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Thirteen Moons by Charles Frazier
"Time fades everything. Except desire"
A BIT ABOUT THE AUTHOR
This is only the second novel by Charles Frazier, his first being the widely acclaimed "Cold Mountain which was not only an International best seller but also won the National Book Award in 1997. 'Cold Mountain also won the Sue Kaufman Prize for First Fiction and of course was made into a film as well. I haven't read 'Cold Mountain' but did enjoy the film.
WHAT THE AUTHOR SAYS ABOUT HIS BOOK
This is a novel that is, a work of fiction. "The geography and human history inside these covers have been filtered through my imagination....All historical figures and locations are used fictionally...Will Cooper is not William Holland Thomas although they do share the same DNA. In other words, anyone seeking historical or geographical fact should look elsewhere." He then lists some reference books he recommends if you are interested in looking into the factual history yourself.
It is many years since I have seen the film "Little Big Man' but there are similarities to the story. Will Cooper is virtually sold by his aunt and uncle into service as a shopkeeper of a Trade Store in the middle of Indian Territory. Both his parents have died and all his aunt and uncle send him off with is a little money and a young horse called 'Waverley'. \He has to make his own way there at the tender age of about nine or ten.
On the way he is robbed of everything including the horse but he does mange to win him back through card games against dubious characters. When he arrives at the store it has been neglected for many years and in a terrible state. Will is obviously a bright lad and sorts the store out, sorts the book keeping and also over the years he collects books which he devours with enthusiasm.
Will becomes almost a son to an old Cherokee called 'Bear' and this relationship encourages Will to teach himself the law through books. The other relationship which shapes his future is that with Featherstone a part Indian who becomes exceedingly rich and early in the relationship he lends Will many of his books, shares his food and wine and also shares his house with Claire who is the love of Will's life.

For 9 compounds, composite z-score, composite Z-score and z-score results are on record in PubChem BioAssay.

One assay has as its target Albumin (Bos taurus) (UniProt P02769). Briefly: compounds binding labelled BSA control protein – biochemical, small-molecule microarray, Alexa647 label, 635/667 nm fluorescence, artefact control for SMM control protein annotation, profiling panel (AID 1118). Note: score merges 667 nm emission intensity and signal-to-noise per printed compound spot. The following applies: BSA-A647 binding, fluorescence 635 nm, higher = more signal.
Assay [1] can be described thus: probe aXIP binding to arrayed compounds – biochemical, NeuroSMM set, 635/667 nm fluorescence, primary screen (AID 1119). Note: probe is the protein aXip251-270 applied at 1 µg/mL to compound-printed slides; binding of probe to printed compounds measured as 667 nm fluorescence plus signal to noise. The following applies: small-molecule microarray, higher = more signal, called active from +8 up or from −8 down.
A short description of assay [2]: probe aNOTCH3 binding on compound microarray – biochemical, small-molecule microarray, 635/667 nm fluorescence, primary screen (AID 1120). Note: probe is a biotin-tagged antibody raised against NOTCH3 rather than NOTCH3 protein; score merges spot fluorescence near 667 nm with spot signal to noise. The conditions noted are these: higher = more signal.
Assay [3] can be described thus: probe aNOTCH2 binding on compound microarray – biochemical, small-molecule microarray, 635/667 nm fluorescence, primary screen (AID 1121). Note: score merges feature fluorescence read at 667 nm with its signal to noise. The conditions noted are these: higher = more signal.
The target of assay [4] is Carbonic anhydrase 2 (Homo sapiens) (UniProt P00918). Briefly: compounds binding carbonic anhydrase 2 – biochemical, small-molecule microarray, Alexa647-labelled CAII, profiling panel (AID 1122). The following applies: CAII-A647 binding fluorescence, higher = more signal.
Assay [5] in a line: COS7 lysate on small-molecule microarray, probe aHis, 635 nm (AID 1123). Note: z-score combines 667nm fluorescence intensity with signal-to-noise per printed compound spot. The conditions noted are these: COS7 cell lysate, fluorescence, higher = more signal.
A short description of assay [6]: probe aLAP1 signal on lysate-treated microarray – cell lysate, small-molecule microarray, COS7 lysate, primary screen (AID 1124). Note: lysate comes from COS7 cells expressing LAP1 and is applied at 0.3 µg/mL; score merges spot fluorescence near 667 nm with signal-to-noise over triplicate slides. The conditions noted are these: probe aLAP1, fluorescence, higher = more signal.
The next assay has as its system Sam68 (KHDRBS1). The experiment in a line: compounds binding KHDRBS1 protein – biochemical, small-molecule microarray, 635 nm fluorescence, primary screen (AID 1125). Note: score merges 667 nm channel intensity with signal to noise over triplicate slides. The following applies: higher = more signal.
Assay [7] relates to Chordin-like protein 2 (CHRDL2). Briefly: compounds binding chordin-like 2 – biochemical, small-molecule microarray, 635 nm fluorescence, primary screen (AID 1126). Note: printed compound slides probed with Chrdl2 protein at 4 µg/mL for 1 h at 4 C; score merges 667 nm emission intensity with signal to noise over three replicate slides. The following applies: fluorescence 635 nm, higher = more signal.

The story is in fact a very tender love story, an adventure story and a story about relationships as well as being quite a philosophical thought provoking read. The story is set at the time when the whites were expanding into Indian Territory, the time of the civil war and then later when the railways moved across the land. This was a time of huge changes in the American landscape and history and Will lives through and tells his life story in a poetic and magical way.
I was drawn into this book from very early on as the author has such as beautiful way of writing. It is not hard to read and yet the prose reads almost like poetry. When 'Bear'is contemplating his peoples' future as the Indians were being encouraged to move westwards or become white in their ways. "Bear didn't think he and his people could turn white no matter how hard they tried. But he didn't much want to try at all. He wondered if you could be said to have survived if at the end you didn't even recognise yourself or your new life or your homeland. Do you dissipate like a drop of blood in a bucket of milk, or do you persist, a small stone tossed in a rushing river?"
This was just such a really great way of putting the problem and I could almost see the old Indian sitting there thinking of this choice and what to make of it.
Another thing that struck me as I was reading this was the huge distances that Will covered in his travels. We have driven around different states in the USA and covered huge distances which has taken us days driving in a comfortable air conditioned car along good roads. Will makes his way down to Washungton DC to fight the cause of his adopted people. His journey begins with several days riding on horseback to the nearest town with a stage coach, many more days in the stage coach to reach the town that has a railway. "Then flying along in the train for two days at dizzying speeds occasionally approaching twenty miles an hour to the state capital." They then get onto a river boat and finally reach the eastern shore where they get aboard a sailing ship up the Atlantic to Chesapeake where they board another river boat up the Potomac. I cannot even contemplate the journey and imagine the weeks of travel they must have endured in fairly basic conditions and Will did this and other equally lengthy journeys many times during his life. They were amazing people back in those days, tough and determined.